KPBS AIRDATE: October 29, 1999
The La Jolla Playhouse production of “Sweet Bird of Youth” is like an elegant, fragile ceramic bowl. From a distance, it’s lovely, but when you look closer, it’s got lots of little cracks that mar the finished product.
Some of the problem was in the clay, so to speak, what the potter or shaper of the piece had to work with. This isn’t Tennessee Williams’ strongest creation; it’s less lyrical than his masterpieces, though it’s populated by the playwright’s character prototypes — each more compelling in other plays, especially the earlier, Pulitzer Prize-winning “Cat on a Hot Tin Roof,” where there’s another promising young buck who disappoints friends and family, tangled up with a disturbed, shrewish middle-aged woman and a powerful Big Daddy. To extend the ceramic metaphor just one thought further, the potter in this case, director Michael Greif, has fashioned far better works of art as well.
This “Bird” is Greif’s swan-song, his last production as artistic director of the La Jolla Playhouse, before he returns to New York. It bears some of his trademark beauty and filmic vision, but none of the excitement or subtlety he brought to knockout productions like “Therese Racquin” or “Dogeaters.” The play itself is too explicit in pounding and expounding its theme of vanished youth. The playwright hammers home the message in his fading filmstar and her aging gigolo, both running from their various failures. The younger man, though, is drawn back to the Southern town of his birth, where he left behind his long-lost love, the now-broken, barren daughter of the influential town politico, Boss Finley.
The threat of castration runs through the piece, and Greif heightens the repeated references by staging a provocative show-opener that explicitly recreates the emasculation of a hapless black man. By bookending the play with castrations, foreshadowing the play’s climax (which is already foreshadowed enough by the playwright), Greif has, in a sense, emasculated the play.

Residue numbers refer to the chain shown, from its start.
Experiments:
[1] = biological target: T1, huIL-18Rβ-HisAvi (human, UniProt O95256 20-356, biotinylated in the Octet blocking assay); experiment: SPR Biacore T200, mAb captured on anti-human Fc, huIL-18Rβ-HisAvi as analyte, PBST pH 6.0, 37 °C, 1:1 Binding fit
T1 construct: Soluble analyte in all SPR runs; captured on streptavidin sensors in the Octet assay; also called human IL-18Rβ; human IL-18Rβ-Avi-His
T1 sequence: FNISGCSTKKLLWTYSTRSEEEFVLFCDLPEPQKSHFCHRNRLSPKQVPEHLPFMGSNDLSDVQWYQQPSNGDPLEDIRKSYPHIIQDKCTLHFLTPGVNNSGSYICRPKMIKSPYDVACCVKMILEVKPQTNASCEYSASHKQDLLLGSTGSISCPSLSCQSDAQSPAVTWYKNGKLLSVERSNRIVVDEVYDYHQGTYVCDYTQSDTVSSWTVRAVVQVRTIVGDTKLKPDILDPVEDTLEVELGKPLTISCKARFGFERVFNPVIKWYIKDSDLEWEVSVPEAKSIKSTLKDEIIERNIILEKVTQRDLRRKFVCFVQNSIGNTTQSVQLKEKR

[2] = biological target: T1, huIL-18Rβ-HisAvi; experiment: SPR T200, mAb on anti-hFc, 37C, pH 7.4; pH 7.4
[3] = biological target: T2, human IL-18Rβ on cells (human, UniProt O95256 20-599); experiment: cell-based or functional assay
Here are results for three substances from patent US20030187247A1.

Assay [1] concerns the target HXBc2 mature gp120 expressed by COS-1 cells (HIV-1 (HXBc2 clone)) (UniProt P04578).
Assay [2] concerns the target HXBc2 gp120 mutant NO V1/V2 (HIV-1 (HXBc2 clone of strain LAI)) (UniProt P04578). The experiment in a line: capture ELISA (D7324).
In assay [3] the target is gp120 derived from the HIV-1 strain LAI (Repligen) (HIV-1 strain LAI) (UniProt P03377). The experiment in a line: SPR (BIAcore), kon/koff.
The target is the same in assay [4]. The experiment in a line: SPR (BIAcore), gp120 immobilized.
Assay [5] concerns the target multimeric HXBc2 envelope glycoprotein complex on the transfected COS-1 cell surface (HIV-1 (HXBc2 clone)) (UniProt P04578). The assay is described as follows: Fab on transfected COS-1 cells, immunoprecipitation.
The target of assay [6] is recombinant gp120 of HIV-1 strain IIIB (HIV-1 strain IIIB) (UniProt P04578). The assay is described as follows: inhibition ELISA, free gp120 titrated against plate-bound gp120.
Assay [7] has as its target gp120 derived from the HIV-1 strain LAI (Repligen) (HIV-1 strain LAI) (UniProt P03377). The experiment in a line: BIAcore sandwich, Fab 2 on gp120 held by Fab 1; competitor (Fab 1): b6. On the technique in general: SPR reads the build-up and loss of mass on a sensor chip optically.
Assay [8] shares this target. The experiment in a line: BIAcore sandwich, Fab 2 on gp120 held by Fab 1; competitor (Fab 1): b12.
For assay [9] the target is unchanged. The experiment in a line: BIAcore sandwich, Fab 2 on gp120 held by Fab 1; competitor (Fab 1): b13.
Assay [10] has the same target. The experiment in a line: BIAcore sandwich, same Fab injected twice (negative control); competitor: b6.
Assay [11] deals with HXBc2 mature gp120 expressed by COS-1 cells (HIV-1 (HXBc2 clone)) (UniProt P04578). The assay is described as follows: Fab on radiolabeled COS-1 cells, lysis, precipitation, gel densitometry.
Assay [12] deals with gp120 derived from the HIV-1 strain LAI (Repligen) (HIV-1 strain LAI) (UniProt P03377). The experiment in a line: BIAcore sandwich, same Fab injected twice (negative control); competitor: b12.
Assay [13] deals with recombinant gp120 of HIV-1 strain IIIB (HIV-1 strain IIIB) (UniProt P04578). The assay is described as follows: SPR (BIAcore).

The direction consistently illustrates rather than enhancing the text, with back-story periodically acted out upstage, above the playing-space. Even the tech work is a little off. The stark, white abstract set doesn’t match the on-the-nose realism of the acting and direction, and it’s got this useless and barely-used stream of water onstage, which adds nothing to the production. Even the costumes are problematic, with the Princess teetering on stiletto-heeled mules that distract each time she makes her way across the stage.
There aren’t too many likable characters here. The self-proclaimed “monsters,” Alexandra del Lago (modeled after Tallulah Bankhead) and Chance Wayne, her loser of a boy-toy, are center stage. But Pamela Payton-Wright and Patrick Wilson aren’t quite up to the task. Neither is enough of a charismatic presence to engage or enthrall. In this production, the strongest portrayals are in the big old racist, Boss Finley — grandly played by veteran actor M. Emmett Walsh — and his bone-headed, buzz-cut son, a menacing thug hellbent on exacting revenge on Chance Wayne for destroying the life and fertility of his sister.
There are moments of beauty or delicacy in this production, but by and large, this “Bird” doesn’t fly. This surely isn’t what Michael Greif will be remembered for, but in his five years at the Playhouse, he certainly left an indelible mark on San Diego theater.
©1999 Patté Productions Inc.